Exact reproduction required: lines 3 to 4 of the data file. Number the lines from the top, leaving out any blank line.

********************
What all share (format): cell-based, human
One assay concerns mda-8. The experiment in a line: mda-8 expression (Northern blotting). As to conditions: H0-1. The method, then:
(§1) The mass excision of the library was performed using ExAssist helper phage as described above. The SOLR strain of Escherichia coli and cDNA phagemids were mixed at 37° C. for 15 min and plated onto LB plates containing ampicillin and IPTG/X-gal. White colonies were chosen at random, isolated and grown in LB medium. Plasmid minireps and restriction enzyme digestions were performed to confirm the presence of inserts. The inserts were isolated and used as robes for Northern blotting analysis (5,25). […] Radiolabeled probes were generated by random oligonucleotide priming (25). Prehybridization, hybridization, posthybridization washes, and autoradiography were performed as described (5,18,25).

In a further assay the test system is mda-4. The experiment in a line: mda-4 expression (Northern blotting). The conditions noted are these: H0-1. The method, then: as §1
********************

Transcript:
(§1) The mass excision of the library was performed using ExAssist helper phage as described above. The SOLR strain of Escherichia coli and cDNA phagemids were mixed at 37° C. for 15 min and plated onto LB plates containing ampicillin and IPTG/X-gal. White colonies were chosen at random, isolated and grown in LB medium. Plasmid minireps and restriction enzyme digestions were performed to confirm the presence of inserts. The inserts were isolated and used as robes for Northern blotting analysis (5,25). […] Radiolabeled probes were generated by random oligonucleotide priming (25). Prehybridization, hybridization, posthybridization washes, and autoradiography were performed as described (5,18,25).

In a further assay the test system is mda-4. The experiment in a line: mda-4 expression (Northern blotting). The conditions noted are these: H0-1. The method, then: as §1